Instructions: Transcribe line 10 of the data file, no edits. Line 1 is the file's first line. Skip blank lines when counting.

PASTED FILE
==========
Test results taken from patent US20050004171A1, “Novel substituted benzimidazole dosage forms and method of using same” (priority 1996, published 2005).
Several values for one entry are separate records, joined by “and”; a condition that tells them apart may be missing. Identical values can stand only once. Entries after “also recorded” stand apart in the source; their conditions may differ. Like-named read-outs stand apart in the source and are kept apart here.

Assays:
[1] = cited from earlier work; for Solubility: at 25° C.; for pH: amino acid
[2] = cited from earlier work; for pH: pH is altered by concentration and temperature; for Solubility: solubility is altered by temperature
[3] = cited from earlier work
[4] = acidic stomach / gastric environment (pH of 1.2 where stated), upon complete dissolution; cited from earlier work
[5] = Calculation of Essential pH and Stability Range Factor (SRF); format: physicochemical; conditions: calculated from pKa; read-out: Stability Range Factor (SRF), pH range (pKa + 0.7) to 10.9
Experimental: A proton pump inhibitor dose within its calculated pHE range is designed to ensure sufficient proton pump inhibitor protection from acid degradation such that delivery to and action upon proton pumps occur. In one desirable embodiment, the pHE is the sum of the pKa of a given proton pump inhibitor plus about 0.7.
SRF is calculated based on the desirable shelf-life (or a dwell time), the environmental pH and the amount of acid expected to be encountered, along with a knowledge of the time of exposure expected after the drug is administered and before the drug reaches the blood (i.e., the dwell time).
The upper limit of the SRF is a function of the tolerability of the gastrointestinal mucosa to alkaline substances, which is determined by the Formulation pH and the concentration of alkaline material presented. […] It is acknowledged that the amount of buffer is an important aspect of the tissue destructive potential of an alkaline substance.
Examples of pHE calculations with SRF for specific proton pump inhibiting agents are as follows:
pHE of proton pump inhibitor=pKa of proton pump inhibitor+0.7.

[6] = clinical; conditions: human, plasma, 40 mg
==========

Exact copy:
SRF is calculated based on the desirable shelf-life (or a dwell time), the environmental pH and the amount of acid expected to be encountered, along with a knowledge of the time of exposure expected after the drug is administered and before the drug reaches the blood (i.e., the dwell time).